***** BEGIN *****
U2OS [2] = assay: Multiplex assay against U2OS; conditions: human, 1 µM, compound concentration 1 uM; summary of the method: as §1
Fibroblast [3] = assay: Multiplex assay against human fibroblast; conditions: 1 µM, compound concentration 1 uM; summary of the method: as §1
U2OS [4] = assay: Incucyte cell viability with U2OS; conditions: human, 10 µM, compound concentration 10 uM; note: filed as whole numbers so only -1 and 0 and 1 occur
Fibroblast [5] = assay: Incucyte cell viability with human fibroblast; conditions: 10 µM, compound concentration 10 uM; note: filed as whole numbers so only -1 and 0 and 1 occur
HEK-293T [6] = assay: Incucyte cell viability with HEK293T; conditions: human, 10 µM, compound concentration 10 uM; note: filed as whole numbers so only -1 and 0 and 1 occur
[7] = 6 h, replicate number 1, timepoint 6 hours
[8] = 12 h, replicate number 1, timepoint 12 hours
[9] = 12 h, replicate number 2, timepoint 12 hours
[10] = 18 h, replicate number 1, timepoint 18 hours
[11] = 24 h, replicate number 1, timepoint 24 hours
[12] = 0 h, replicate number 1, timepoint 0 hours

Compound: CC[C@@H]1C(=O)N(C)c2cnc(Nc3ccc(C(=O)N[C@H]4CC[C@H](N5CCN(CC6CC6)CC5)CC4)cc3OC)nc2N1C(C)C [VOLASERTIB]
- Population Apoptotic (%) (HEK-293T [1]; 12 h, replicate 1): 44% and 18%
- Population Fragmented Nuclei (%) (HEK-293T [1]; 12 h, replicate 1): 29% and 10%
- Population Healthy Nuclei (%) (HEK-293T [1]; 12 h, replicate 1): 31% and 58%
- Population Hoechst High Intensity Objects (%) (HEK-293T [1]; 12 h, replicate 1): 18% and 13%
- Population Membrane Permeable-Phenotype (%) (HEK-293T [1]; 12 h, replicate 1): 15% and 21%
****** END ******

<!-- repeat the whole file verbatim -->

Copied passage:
U2OS [2] = assay: Multiplex assay against U2OS; conditions: human, 1 µM, compound concentration 1 uM; summary of the method: as §1
Fibroblast [3] = assay: Multiplex assay against human fibroblast; conditions: 1 µM, compound concentration 1 uM; summary of the method: as §1
U2OS [4] = assay: Incucyte cell viability with U2OS; conditions: human, 10 µM, compound concentration 10 uM; note: filed as whole numbers so only -1 and 0 and 1 occur
Fibroblast [5] = assay: Incucyte cell viability with human fibroblast; conditions: 10 µM, compound concentration 10 uM; note: filed as whole numbers so only -1 and 0 and 1 occur
HEK-293T [6] = assay: Incucyte cell viability with HEK293T; conditions: human, 10 µM, compound concentration 10 uM; note: filed as whole numbers so only -1 and 0 and 1 occur
[7] = 6 h, replicate number 1, timepoint 6 hours
[8] = 12 h, replicate number 1, timepoint 12 hours
[9] = 12 h, replicate number 2, timepoint 12 hours
[10] = 18 h, replicate number 1, timepoint 18 hours
[11] = 24 h, replicate number 1, timepoint 24 hours
[12] = 0 h, replicate number 1, timepoint 0 hours

Compound: CC[C@@H]1C(=O)N(C)c2cnc(Nc3ccc(C(=O)N[C@H]4CC[C@H](N5CCN(CC6CC6)CC5)CC4)cc3OC)nc2N1C(C)C [VOLASERTIB]
- Population Apoptotic (%) (HEK-293T [1]; 12 h, replicate 1): 44% and 18%
- Population Fragmented Nuclei (%) (HEK-293T [1]; 12 h, replicate 1): 29% and 10%
- Population Healthy Nuclei (%) (HEK-293T [1]; 12 h, replicate 1): 31% and 58%
- Population Hoechst High Intensity Objects (%) (HEK-293T [1]; 12 h, replicate 1): 18% and 13%
- Population Membrane Permeable-Phenotype (%) (HEK-293T [1]; 12 h, replicate 1): 15% and 21%